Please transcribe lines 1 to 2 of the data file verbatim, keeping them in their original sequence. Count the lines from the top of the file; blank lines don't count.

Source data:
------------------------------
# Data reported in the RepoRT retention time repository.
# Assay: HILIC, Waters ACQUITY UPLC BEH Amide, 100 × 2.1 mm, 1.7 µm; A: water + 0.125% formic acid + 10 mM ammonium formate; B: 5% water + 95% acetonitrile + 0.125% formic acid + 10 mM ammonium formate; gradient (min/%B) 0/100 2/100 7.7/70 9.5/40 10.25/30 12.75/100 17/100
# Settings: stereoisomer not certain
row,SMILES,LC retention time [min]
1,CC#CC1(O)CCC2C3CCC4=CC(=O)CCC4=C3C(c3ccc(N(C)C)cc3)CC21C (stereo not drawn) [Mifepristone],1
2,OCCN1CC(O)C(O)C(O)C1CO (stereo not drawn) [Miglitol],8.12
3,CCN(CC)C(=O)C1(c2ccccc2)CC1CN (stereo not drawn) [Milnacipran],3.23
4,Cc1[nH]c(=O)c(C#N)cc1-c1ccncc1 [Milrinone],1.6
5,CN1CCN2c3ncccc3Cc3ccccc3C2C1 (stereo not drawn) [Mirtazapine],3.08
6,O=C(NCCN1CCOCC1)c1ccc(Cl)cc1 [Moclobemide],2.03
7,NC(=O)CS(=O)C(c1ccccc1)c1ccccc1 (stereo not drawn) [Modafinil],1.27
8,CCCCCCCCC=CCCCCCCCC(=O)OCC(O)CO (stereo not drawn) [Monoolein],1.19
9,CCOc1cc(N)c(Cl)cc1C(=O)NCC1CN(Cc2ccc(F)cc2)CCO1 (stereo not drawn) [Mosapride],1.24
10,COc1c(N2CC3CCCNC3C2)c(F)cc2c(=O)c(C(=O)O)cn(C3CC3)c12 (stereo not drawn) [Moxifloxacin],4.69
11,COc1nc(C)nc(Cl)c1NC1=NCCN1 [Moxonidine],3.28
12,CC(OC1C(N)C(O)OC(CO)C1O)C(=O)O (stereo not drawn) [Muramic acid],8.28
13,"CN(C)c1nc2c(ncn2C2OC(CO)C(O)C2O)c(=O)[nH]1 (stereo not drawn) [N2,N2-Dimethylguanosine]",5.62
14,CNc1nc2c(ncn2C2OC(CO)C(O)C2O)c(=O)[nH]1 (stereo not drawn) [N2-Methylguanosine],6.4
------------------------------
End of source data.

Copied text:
# Data reported in the RepoRT retention time repository.
# Assay: HILIC, Waters ACQUITY UPLC BEH Amide, 100 × 2.1 mm, 1.7 µm; A: water + 0.125% formic acid + 10 mM ammonium formate; B: 5% water + 95% acetonitrile + 0.125% formic acid + 10 mM ammonium formate; gradient (min/%B) 0/100 2/100 7.7/70 9.5/40 10.25/30 12.75/100 17/100